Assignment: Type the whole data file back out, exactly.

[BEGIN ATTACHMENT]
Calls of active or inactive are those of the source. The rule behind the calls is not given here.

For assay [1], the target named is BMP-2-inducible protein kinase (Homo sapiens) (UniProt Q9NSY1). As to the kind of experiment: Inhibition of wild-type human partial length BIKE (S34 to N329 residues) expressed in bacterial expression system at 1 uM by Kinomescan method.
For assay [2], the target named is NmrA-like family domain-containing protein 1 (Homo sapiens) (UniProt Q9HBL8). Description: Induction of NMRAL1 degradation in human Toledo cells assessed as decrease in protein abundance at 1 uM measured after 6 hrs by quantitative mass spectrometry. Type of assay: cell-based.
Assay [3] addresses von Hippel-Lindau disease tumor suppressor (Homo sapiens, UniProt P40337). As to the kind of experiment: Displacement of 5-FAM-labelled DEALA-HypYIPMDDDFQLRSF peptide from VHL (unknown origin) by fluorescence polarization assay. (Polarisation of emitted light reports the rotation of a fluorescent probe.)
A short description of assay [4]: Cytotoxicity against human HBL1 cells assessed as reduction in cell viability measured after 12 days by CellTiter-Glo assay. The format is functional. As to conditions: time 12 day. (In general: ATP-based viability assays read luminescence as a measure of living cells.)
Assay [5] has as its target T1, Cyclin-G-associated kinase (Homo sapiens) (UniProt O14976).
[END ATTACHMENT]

Calls of active or inactive are those of the source. The rule behind the calls is not given here.

For assay [1], the target named is BMP-2-inducible protein kinase (Homo sapiens) (UniProt Q9NSY1). As to the kind of experiment: Inhibition of wild-type human partial length BIKE (S34 to N329 residues) expressed in bacterial expression system at 1 uM by Kinomescan method.
For assay [2], the target named is NmrA-like family domain-containing protein 1 (Homo sapiens) (UniProt Q9HBL8). Description: Induction of NMRAL1 degradation in human Toledo cells assessed as decrease in protein abundance at 1 uM measured after 6 hrs by quantitative mass spectrometry. Type of assay: cell-based.
Assay [3] addresses von Hippel-Lindau disease tumor suppressor (Homo sapiens, UniProt P40337). As to the kind of experiment: Displacement of 5-FAM-labelled DEALA-HypYIPMDDDFQLRSF peptide from VHL (unknown origin) by fluorescence polarization assay. (Polarisation of emitted light reports the rotation of a fluorescent probe.)
A short description of assay [4]: Cytotoxicity against human HBL1 cells assessed as reduction in cell viability measured after 12 days by CellTiter-Glo assay. The format is functional. As to conditions: time 12 day. (In general: ATP-based viability assays read luminescence as a measure of living cells.)
Assay [5] has as its target T1, Cyclin-G-associated kinase (Homo sapiens) (UniProt O14976).